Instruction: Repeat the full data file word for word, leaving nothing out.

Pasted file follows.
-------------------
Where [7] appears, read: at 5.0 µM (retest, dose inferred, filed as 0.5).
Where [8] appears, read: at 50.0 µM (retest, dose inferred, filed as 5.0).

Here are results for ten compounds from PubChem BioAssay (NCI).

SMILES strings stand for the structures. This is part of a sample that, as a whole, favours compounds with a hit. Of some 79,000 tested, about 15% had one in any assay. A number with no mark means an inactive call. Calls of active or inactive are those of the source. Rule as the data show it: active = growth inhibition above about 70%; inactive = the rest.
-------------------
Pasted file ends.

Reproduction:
Where [7] appears, read: at 5.0 µM (retest, dose inferred, filed as 0.5).
Where [8] appears, read: at 50.0 µM (retest, dose inferred, filed as 5.0).

Here are results for ten compounds from PubChem BioAssay (NCI).

SMILES strings stand for the structures. This is part of a sample that, as a whole, favours compounds with a hit. Of some 79,000 tested, about 15% had one in any assay. A number with no mark means an inactive call. Calls of active or inactive are those of the source. Rule as the data show it: active = growth inhibition above about 70%; inactive = the rest.